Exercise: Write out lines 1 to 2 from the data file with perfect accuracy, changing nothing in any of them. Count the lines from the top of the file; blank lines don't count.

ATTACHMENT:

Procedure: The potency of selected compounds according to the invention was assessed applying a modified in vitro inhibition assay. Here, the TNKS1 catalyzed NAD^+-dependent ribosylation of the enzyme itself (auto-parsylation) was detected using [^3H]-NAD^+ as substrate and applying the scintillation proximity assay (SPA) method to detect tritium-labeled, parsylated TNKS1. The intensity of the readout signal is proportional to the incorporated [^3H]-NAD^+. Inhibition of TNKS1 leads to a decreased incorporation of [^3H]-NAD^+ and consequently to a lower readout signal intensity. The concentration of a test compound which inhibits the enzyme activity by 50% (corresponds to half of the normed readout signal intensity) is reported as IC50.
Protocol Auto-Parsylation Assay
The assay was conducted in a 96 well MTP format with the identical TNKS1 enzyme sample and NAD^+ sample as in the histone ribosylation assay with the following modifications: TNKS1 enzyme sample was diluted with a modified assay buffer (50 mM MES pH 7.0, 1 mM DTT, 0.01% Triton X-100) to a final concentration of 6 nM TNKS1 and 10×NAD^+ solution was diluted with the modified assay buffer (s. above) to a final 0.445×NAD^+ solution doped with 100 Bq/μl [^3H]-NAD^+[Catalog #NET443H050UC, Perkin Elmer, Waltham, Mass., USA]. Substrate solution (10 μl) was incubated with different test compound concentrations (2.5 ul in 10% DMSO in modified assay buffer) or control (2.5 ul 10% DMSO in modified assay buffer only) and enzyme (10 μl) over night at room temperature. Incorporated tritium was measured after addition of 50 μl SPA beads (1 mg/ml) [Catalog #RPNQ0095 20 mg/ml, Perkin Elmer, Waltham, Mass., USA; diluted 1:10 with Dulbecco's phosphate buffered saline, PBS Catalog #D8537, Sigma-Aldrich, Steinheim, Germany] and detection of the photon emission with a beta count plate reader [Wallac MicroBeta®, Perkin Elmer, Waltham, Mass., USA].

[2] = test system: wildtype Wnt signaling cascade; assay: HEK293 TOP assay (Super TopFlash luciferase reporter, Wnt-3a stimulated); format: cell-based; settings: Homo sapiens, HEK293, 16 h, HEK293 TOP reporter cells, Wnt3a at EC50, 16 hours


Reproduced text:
Procedure: The potency of selected compounds according to the invention was assessed applying a modified in vitro inhibition assay. Here, the TNKS1 catalyzed NAD^+-dependent ribosylation of the enzyme itself (auto-parsylation) was detected using [^3H]-NAD^+ as substrate and applying the scintillation proximity assay (SPA) method to detect tritium-labeled, parsylated TNKS1. The intensity of the readout signal is proportional to the incorporated [^3H]-NAD^+. Inhibition of TNKS1 leads to a decreased incorporation of [^3H]-NAD^+ and consequently to a lower readout signal intensity. The concentration of a test compound which inhibits the enzyme activity by 50% (corresponds to half of the normed readout signal intensity) is reported as IC50.
Protocol Auto-Parsylation Assay